I got up a lot earlier the next day and looked at the range of brochures on display in the hotel advertising things to do in Adelaide. The problem was, none of them advertised things to do in Adelaide: everything involved travelling outside for anywhere between 20 and 100km. The things people recommended I do – mainly winery tours – were outside the city, and when I looked at the things for which you can book a day trip I wasn’t overly excited. Most of them seemed to involve travelling an hour or so to a place where there really wasn’t very much, and none of them interested me. Even the winery tours didn’t appeal for two reasons. Firstly, wine in wineries is no cheaper in Australia than it is in a supermarket, which defeats the primary purpose of going on a winery tour: to get pissed cheaply on good wine. And secondly, I’m moving to Paris in a few weeks where I will be drinking good wine until it comes out of my ears at a fraction of Australian prices, and likely doing plenty of winery tours over the course of the next couple of years where the wine is practically free. So it wasn’t something I felt a real urge to undertake when in Adelaide.
Just to ensure that my trip didn’t just consist of me getting totally pissed and going to the cinema, I took a stroll down to the river, opposite the Adelaide oval which is undergoing renovations. I was tempted to hire a pedal boat in the absence of anything else to do, but they were sorry looking things and customers were not allowed to take them out of sight of the hire point. Then I looked at doing what was advertised as a river cruise, but when I enquired what there was to look at the best I could hope for was “grassy banks”. Not even a kangaroo or a bunch of convicts. The park area along the river was quite nice though, and I took a few photos mainly to justify having lugged the camera with me from Melbourne.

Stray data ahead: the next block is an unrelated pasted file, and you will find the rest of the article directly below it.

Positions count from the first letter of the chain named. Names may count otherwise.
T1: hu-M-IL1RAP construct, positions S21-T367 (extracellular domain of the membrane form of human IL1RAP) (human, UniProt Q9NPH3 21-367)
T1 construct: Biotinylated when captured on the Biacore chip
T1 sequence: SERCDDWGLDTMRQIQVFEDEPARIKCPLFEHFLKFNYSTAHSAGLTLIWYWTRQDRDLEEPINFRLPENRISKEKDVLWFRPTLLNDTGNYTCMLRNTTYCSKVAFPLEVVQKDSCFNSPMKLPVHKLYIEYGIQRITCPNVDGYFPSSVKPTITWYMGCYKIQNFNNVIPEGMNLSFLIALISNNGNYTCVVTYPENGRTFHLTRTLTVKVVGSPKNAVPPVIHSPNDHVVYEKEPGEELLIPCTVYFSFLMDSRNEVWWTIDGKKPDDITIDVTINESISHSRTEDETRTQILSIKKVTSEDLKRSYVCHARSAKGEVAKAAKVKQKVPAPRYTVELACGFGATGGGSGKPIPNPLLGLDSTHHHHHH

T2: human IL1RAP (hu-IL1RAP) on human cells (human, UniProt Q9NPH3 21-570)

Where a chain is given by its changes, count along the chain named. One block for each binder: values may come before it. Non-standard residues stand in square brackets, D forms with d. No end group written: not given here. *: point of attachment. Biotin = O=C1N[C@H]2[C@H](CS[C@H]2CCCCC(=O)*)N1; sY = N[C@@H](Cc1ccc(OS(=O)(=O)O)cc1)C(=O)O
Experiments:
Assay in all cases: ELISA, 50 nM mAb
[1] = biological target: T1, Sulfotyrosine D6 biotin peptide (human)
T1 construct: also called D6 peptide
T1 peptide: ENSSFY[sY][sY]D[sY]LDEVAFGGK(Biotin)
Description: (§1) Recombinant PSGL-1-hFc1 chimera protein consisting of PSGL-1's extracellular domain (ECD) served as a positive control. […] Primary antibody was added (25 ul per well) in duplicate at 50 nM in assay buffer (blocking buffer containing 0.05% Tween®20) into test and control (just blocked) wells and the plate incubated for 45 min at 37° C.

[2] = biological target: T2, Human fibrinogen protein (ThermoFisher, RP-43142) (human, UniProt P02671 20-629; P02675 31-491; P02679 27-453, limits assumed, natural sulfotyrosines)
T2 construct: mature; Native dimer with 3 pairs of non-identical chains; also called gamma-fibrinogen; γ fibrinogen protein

I suppose it was a Sunday afternoon, but there really didn’t seem to be much going on. My walk back to the city centre took me through the university campus where there were flyers advertising some Marxist snoozefest of the type which has been a stock feature of university campuses across the western world for about 5 generations now. A Marxism conference promising “ideas to challenge the system”. Really? New ideas these, are they? You’ve got to hand it to these lefties, they don’t give up. A resilient bunch, and each generation seems to put forward enough numbers to pick up where the last lot left off.
I briefly went into the Museum of South Australia which, from what I could tell, was a museum of whale bones and Pacific Island cultures, before giving up on finding anything else of interest and going home. Aside from a passable Indian curry that evening and the flight back to Melbourne, that was pretty much Adelaide for me. Not really worth the trip on the face of it, but I did need to get out of Melbourne and get my mind off some serious work issues, and the night on the piss with my new friend in the Woolshed adequately served that purpose. So I’m glad I went.